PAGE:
The ongoing battle against COVID-19 has brought on stress and many unknowns. While we have learned lots of information about this virus since the start of the pandemic, there are still some uncertainties. Currently, the best line of defense against COVID-19 is to get vaccinated once eligible, and to use other prevention strategies such as wearing a mask and social distancing. But is there anything else we can do to help boost our immune systems to keep from getting COVID, or to lessen the severity of our symptoms?
Many places on the internet and social media are talking about supplements and COVID-19. What’s true? What isn’t? We know that certain supplements have immunity-boosting properties, and while they may not be able to prevent COVID-19, they may be able to give our immune systems a little extra support during the pandemic. Here, we will walk you through the research-backed facts we know about certain vitamins, minerals, the immune system, and how it all relates to COVID-19 so far.
- Vitamin C
- How It Works~ Vitamin C supports certain cell functions in our body that help to boost our immunity. One example of this is that vitamin C builds up in phagocytes. Phagocytes are cells that consume foreign particles that could harm our health (you can think of these cells as little vacuum cleaners). The buildup of vitamin C in these cells helps to strengthen the cells’ ability to destroy microbes. This is just one of the many ways vitamin C acts to support our immunity. In a 2017 article on how vitamin C impacts immunity, Anitra C. Carr and Silvia Maggini note that “supplementation with vitamin C appears to be able to both prevent and treat respiratory and systemic infections.” While we do not have any research that vitamin C supplementation can prevent the sars-cov-19 respiratory virus, we can still upgrade our immune systems with a little extra vitamin C. If you’re already sick with COVID or another kind of bug, your body may need some extra vitamin C due to increased metabolic needs and inflammation.
- Am I Getting Enough?~ The recommended amount of vitamin C for adults is 75-90mg each day. Not getting enough vitamin C may weaken your immune system and make you more likely to contract infection. Can we get too much? Well, yes; too much vitamin C might not cause significant problems, but you could experience unpleasant symptoms such as nausea, abdominal pain, or diarrhea.
- Where Do I Find Vitamin C?~ Lucky for us, there are plenty of foods we can get vitamin C from. The majority of these are within the fruit and vegetable groups. Oranges, grapefruit, kiwi, and strawberries are some fruits that offer lots of vitamin C. Bell peppers, broccoli, Brussel sprouts, tomatoes, and other vegetables are great sources of vitamin C as well.
- What About COVID-19?~ There isn’t enough research yet to support or deny vitamin C supplementation for COVID-19 prevention or treatment. Researchers recommend investigating the effect of vitamin C supplementation on COVID-19 treatment though, as it has proven to be helpful for our immune system in many other ways.
- Vitamin D
- How It Works~ Vitamin D is largely known for its contributions to our bone health, but we’ve been learning that it plays important roles in our immunity, too. In her article on vitamin D and immune health, Cynthia Aranow, MD, teaches us that the immune cells in our bodies carry vitamin D receptors, which may allow vitamin D to influence and regulate our bodies’ immune responses. Some other ways vitamin D helps our immunity is by lowering the rates at which viruses replicate in our bodies, and by reducing inflammation.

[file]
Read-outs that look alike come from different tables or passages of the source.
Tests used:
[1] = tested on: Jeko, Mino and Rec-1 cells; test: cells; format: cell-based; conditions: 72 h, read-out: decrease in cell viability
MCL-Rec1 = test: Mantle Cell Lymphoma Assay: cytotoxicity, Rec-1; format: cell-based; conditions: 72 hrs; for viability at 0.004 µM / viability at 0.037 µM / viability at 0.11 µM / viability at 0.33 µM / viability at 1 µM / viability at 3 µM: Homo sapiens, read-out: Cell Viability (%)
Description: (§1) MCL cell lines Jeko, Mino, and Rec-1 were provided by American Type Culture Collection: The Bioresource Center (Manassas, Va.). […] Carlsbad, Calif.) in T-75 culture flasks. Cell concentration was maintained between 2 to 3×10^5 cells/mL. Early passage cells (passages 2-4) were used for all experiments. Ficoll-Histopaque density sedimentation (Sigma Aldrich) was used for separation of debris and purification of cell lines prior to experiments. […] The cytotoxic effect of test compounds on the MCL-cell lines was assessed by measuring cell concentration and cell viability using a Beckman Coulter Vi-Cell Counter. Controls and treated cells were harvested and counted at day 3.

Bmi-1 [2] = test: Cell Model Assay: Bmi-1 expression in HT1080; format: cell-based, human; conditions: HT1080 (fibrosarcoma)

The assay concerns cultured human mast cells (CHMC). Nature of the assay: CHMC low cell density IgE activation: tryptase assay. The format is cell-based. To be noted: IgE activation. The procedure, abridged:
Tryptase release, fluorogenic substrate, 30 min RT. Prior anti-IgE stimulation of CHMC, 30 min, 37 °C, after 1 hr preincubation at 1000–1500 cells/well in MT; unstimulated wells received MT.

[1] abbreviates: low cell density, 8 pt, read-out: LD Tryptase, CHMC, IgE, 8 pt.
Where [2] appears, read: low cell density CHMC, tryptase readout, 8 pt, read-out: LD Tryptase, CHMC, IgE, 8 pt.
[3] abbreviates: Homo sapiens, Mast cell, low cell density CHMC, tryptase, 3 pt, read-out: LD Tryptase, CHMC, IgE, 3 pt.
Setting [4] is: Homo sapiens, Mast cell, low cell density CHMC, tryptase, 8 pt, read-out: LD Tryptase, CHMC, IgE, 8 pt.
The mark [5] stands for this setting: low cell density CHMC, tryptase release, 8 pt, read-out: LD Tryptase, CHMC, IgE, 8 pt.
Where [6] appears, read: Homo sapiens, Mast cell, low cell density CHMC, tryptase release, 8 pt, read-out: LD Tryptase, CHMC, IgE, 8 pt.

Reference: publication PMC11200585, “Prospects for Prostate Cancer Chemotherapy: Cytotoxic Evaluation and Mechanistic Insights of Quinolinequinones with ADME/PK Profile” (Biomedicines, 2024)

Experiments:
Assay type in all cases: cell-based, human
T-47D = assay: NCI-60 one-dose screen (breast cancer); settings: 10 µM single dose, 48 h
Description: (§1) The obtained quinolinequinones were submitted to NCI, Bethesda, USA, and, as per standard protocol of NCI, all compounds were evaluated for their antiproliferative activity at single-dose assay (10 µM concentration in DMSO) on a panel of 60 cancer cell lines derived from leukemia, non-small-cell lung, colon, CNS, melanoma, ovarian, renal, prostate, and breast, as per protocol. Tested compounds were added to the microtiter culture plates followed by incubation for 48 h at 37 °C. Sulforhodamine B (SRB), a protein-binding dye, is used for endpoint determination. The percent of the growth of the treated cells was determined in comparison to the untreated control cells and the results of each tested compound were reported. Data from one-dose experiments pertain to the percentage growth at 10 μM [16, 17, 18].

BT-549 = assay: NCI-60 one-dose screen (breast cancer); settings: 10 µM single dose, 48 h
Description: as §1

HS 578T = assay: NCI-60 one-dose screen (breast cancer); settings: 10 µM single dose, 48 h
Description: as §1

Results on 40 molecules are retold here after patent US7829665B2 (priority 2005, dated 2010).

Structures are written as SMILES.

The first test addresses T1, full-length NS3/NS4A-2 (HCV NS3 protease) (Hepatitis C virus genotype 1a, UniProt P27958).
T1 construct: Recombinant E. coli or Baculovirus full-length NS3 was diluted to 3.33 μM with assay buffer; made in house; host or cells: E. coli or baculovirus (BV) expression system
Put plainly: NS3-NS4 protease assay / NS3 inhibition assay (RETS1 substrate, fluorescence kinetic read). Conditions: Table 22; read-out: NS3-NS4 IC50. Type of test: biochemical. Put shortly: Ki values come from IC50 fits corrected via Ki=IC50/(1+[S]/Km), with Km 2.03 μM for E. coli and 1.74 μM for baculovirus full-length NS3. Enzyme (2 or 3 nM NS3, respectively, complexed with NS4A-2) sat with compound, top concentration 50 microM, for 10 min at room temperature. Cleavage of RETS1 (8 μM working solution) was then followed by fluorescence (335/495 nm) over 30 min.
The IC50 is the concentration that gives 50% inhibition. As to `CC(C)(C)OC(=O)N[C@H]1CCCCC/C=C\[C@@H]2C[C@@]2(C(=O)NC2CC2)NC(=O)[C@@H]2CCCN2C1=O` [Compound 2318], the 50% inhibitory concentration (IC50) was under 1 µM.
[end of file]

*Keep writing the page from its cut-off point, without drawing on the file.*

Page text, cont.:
- Am I Getting Enough?~ The recommended amount of vitamin D for adults is 15-20 mcg each day. Some signs of vitamin D deficiency can include bone tingling, pain, and fatigue, and it’s correlated with increased risk of infection. Vitamin D also helps with the absorption of calcium, so if we take in too much vitamin D (also known as toxicity), we will experience a buildup of calcium in our blood. This can result in nausea, vomiting, weakness, and frequent urination.
- Where Do I Find Vitamin D?~ Some of the greatest sources of vitamin D include fatty fish like cod, trout, and salmon. Fortified cereals and milks (dairy or plant-based) are also good sources of vitamin D. And don’t forget to get some sunshine so that your body can make its own vitamin D!
- What About COVID-19?~ Like with vitamin C, there isn’t enough research yet to support or deny vitamin D supplementation for COVID-19 prevention or treatment. Researchers are actively looking into this though, since past research suggests that vitamin D supplementation may help prevent respiratory tract infections.
- How It Works~ Magnesium helps our immune system by improving our white blood cells’ ability to find and destroy microbes. Its antithrombic and bronchodilation effects have led to the suggestion that magnesium supplementation may be able to help in the treatment of respiratory disorders. Magnesium also activates vitamin D in the body, which we know has its own important roles in supporting our immune system.
- Am I Getting Enough?~ The recommendation for adult women is about 30-320 mg/day, and 400-420 mg/day for men. Symptoms of magnesium deficiency include nausea, vomiting, weakness and fatigue, poor appetite, and other symptoms. Toxicity symptoms can also include nausea and vomiting, as well as diarrhea, muscle weakness, depression, abnormal heartbeat, and other symptoms.
- Where Do I Find Magnesium?~ We can get magnesium naturally from foods like nuts and seeds, nut butter, dark leafy greens, beans and legumes, whole grains and fortified cereals, fish, poultry, and beef. This gives us a good amount of variety to meet magnesium needs!
- What About COVID-19?~ There’s still research being done to determine if magnesium supplementation can help prevent or treat COVID-19, but experts in the cardiology field – James DiNicolantonio, PharmD, and James O’Keefe, MD – recently wrote a paper together that suggests the supplementation of magnesium and vitamin D together may be helpful for anyone battling the coronavirus. Their article can be found here.
- How It Works~ Zinc is a key player in a number of functions supporting immunity. Thymus and bone marrow are the sites of immune cell maturation in the body, but these organs can’t function without zinc. Zinc supports frontline cells in our body by making them more resistant to infection, and thus keeping harmful bacteria and viruses out. It helps to make sure that our white blood cells detecting and consuming these pathogens are working their best. Zinc is also a necessary component for our sense of taste and smell.